Probably 99% of the population knows what a novel* is. It's a work of fiction. Usually 300-400 pages (80,000 to 100,000 words) long. It's got chapters. It's got characters and plots and sub-plots. And it can take hours and hours to read, even if you're a fast reader like me.
But you ask readers if they know what a novella or a novelette are, and they start scratching their heads (at least the readers I asked sure did!).
So what exactly is a novella and a novelette?
According to the New World Encyclopedia, the novella has been around since the 14th century, where it was devoloped in Italy, but didn't become popular until the mid 19th century. A novella is "a narrative work of prose fiction shorter in both length and breadth than a novel, but longer than a short story." Novellas can be any genre: literary, mystery, science fiction, romance, you name it. They're usually between 17,500 to 40,000 words (approximately 60 to 130 pages), as defined by the Science Fiction and Fantasy Writers of America, or 20,000 to 30,000 words (approximately or 65 to 100 pages), as defined by the Romance Writers of America.
Some popular novellas (which you probably didn't even know were novellas!):
"The Body" (Stand By Me, 1986) by Stephen King
"Rita Hayworth & "The Shawshank Redemption" (The Shawshank Redemption, 1994) by Stephen King
"Apt Pupil" by Stephen King
"A River Runs Through It" by Thomas Maclean
"The Bicentennial Man" by Isaac Asimov
"Breakfast at Tiffany's" by Truman Capote
"Heart of Darkness" (Apocalypse Now, 1976) by Joseph Conrad
"Of Mice and Men" by John Steinbeck
"The Strange Case of Dr. Jekyll and Mr. Hyde" (Dr. Jekyll and Mr. Hyde, 1941) by Robert Louis Stevenson,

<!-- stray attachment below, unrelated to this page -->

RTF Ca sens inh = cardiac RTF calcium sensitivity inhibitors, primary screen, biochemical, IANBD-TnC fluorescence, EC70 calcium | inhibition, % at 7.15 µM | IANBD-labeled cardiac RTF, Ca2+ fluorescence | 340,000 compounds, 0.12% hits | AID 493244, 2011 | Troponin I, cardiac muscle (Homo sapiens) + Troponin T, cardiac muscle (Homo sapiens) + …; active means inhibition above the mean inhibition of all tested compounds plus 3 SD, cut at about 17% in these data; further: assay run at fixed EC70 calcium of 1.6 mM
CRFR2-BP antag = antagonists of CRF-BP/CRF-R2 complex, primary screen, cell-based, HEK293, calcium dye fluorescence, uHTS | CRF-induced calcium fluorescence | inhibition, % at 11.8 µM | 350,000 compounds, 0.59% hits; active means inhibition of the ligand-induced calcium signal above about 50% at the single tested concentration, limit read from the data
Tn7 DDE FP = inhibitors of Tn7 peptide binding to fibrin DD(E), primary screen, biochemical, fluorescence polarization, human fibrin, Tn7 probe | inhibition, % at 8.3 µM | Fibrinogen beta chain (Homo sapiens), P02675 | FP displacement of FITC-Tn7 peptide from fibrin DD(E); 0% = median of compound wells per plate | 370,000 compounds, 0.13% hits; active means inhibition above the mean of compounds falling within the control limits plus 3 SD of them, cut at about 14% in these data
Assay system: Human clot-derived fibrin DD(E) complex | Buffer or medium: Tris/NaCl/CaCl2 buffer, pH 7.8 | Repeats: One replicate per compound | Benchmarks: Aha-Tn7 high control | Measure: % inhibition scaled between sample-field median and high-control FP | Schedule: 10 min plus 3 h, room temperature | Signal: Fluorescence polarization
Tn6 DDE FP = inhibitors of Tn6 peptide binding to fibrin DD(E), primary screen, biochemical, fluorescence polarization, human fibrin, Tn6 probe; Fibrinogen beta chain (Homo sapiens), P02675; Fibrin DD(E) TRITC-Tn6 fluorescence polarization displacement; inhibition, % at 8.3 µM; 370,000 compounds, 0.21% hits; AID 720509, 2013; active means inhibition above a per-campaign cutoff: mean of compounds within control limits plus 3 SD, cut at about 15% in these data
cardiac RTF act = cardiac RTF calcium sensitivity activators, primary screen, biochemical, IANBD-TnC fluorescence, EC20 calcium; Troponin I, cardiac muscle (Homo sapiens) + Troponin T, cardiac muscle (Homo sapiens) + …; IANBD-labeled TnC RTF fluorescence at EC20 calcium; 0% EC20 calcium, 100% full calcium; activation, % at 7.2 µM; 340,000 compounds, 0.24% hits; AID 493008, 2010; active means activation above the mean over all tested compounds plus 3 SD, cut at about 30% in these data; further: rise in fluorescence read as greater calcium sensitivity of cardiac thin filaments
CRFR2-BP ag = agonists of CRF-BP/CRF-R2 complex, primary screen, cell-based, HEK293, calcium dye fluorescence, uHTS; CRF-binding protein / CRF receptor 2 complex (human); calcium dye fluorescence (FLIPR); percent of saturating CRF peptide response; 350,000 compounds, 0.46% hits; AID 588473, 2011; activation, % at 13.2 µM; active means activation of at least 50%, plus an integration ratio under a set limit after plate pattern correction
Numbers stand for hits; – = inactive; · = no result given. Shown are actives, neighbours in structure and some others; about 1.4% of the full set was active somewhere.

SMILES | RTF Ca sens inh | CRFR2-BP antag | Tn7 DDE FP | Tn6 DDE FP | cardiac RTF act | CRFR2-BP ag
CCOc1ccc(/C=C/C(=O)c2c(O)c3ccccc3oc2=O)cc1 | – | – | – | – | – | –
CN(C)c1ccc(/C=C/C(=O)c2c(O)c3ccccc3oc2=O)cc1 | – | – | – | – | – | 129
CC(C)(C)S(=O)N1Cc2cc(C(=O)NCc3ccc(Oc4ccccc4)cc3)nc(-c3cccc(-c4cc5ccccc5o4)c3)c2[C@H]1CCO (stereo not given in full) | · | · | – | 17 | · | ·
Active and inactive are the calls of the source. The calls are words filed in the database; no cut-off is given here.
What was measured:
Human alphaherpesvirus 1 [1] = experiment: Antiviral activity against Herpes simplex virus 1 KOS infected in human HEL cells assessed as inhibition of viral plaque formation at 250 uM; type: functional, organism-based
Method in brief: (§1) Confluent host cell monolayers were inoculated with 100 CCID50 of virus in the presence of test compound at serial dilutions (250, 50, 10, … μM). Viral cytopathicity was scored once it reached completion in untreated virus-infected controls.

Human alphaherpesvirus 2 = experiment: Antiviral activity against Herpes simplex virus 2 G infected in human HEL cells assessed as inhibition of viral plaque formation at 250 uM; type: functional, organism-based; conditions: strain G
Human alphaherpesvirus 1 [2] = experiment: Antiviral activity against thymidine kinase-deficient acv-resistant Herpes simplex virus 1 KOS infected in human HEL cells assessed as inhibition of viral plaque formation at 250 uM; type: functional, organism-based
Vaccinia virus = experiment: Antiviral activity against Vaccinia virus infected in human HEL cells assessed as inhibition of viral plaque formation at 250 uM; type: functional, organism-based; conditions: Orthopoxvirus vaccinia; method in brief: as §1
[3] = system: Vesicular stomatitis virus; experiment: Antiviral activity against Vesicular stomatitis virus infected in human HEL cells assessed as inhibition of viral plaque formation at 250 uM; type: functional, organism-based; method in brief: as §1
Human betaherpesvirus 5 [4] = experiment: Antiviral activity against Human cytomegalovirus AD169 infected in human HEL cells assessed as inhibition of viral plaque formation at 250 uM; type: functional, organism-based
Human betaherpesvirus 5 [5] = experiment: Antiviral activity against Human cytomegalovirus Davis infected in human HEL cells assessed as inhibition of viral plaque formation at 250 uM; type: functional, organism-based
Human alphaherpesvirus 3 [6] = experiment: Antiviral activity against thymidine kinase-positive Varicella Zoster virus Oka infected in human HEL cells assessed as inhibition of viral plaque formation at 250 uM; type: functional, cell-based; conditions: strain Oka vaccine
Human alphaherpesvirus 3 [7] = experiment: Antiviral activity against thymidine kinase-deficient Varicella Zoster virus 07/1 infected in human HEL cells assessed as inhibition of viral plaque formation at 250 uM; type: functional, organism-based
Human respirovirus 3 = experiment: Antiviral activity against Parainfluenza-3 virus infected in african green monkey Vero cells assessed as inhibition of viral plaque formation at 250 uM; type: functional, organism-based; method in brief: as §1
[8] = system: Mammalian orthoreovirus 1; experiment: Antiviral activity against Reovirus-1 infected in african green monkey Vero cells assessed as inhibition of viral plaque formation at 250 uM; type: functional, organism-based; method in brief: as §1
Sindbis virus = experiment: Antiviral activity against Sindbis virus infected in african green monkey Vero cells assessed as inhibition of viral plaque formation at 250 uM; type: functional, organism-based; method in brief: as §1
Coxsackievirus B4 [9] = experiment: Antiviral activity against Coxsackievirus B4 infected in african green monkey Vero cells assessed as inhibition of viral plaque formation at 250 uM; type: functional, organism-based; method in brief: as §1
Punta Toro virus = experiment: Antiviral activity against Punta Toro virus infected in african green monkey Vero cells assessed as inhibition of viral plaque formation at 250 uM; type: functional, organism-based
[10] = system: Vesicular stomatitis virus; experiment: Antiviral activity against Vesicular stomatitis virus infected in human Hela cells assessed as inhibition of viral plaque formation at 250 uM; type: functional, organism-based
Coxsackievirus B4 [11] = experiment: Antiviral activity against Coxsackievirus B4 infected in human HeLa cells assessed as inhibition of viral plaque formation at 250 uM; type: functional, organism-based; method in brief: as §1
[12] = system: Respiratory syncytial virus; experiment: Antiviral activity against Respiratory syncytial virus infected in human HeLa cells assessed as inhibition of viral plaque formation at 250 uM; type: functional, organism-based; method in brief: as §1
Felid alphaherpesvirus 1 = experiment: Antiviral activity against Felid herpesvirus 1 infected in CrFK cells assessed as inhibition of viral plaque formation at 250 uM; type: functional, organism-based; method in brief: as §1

"The War of the Worlds" by H.G. Wells
Today, outside the romance and science fiction/fantasy genres, few novellas are published. They're just too short to publish as a single book. Those that are published are usually grouped with one, two, or three other novellas, either by the same author or a group of authors in an anthology.
Okay, so that's easy, right? A novella is basically a short novel. So then what's a novelette?
While some people use novella and novelette interchangeably, historically, a novella and a novelette were two very different things. The Science Fiction and Fantasy Writers of America define the a novelette as a work of fiction "at least 7,500 words but less than 17,500 words" (approximately 25 to 60 pages in length). So longer than a short story, but not as long as a novella.
During the mid-20th century, novelettes were often published alongside short stories and serialized novels (novels published one chapter at a time) in general interest magazines. However, as short fiction fell out of favour, so did the novelette. Today, few general interest magazines carry fiction of any length.
So no surprise so few readers know what a novelette or a novella even are!
But in this modern age of ebooks, ereaders, smart phones, and personal electronic devices, both forms, the novella and the novelette, are seeing a rise in popularity once more. While novels still reign supreme, readers looking for something quick (but no less satisfying!) to read during their commute, over lunch break, during their kids' soccer practice or ballet class, or even before bed, are finding novellas and novelettes just the right length.
Rachel Elizabeth Cole is a novelist and short story writer whose work has appeared, among other places, in Cahoots, Literary Mama, Gator Springs Gazette, and Flashquake. More recently, her short stories are availble on www.amazon.com.
Even though she hates the rain, she lives just outside Vancouver, British Columbia, with her husband, their two sons, and one very spoiled house rabbit.
Watch for her chick-lit novelette, How to Cook a Turkey, available in early September.
The Perfect Ring: http://www.amazon.com/dp/
B0085322EGFallen Leaves:http://www.amazon.com/dp/ B008B0UZ1U/